As I write this article, the mathematics education community is being asked to consider proposals for 'functional mathematics'. In this context, I am not the first, nor shall I be the last, to ask the question 'What is mathematics?', but is my 2006 perspective different to others?
Mathematics has its roots in practical requirements. Around 1500 years after Babylonian algebraic texts, the Greeks took the subject to a new level and Euclid, amongst others, laid down the foundations for mathematics as a deductive science.
Buxton, debating the nature and purpose of mathematics in 1984, identified varieties of maths in terms of purpose: mathematics for survival; useful mathematics; direct applications of mathematics; mathematics as a language and a tool; mathematics for its own sake and mathematics for personal development.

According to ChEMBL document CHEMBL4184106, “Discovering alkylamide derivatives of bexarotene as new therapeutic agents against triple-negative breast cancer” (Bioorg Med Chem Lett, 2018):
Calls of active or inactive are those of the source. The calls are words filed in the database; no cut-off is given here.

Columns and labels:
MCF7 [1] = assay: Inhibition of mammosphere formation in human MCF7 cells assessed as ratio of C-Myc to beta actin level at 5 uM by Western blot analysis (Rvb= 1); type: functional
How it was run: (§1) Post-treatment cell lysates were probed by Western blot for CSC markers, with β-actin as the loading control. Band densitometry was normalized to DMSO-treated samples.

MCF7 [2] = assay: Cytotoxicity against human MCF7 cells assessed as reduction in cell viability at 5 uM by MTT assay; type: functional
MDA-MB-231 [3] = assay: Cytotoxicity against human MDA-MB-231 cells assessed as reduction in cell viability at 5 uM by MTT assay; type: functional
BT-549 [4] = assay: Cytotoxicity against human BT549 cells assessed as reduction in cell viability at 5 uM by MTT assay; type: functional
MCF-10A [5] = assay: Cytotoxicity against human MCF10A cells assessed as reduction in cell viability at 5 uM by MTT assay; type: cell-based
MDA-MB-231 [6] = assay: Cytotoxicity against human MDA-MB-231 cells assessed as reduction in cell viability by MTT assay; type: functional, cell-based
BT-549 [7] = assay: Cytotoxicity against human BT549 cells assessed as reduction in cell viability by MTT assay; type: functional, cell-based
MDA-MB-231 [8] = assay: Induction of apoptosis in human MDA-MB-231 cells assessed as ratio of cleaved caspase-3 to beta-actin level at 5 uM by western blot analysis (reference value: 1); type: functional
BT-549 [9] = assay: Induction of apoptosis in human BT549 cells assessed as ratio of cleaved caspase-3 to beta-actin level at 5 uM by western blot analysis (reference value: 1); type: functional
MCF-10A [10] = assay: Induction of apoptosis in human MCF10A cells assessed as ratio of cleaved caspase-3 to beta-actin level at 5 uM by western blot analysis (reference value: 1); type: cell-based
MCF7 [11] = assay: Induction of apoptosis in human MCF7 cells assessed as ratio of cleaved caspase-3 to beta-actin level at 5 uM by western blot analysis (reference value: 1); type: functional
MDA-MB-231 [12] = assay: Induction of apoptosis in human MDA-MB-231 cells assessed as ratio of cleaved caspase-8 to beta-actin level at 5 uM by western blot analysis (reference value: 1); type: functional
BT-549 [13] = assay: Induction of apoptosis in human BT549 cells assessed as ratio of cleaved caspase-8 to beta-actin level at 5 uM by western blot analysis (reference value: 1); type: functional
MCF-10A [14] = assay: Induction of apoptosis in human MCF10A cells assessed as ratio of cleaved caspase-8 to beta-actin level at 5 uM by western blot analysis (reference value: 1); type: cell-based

Perhaps my favourite exposition on the topic of what is mathematics comes from Davis and Hersch (1980), who concluded that:
'The definition of mathematics changes. Each generation and each thoughtful mathematician Jbrmulates a definition according to his lights.'
This gives mathematicians the freedom to define their field in any way they want. It enables the primary teacher who is encouraging the use of mathematics as a language, the secondary teacher who is asking fifteen-year-olds to be creative and pose their own questions, the university lecturer encouraging proofs to be rigorous and the would-be Andrew Wiles extending the subject to solve hitherto unsolvable problems, all to be united under the banner of mathematics. In fact, isn't that why the subject is so important? There are far more people using mathematics in this world than there are using the English language.
So, when I am asked to consider …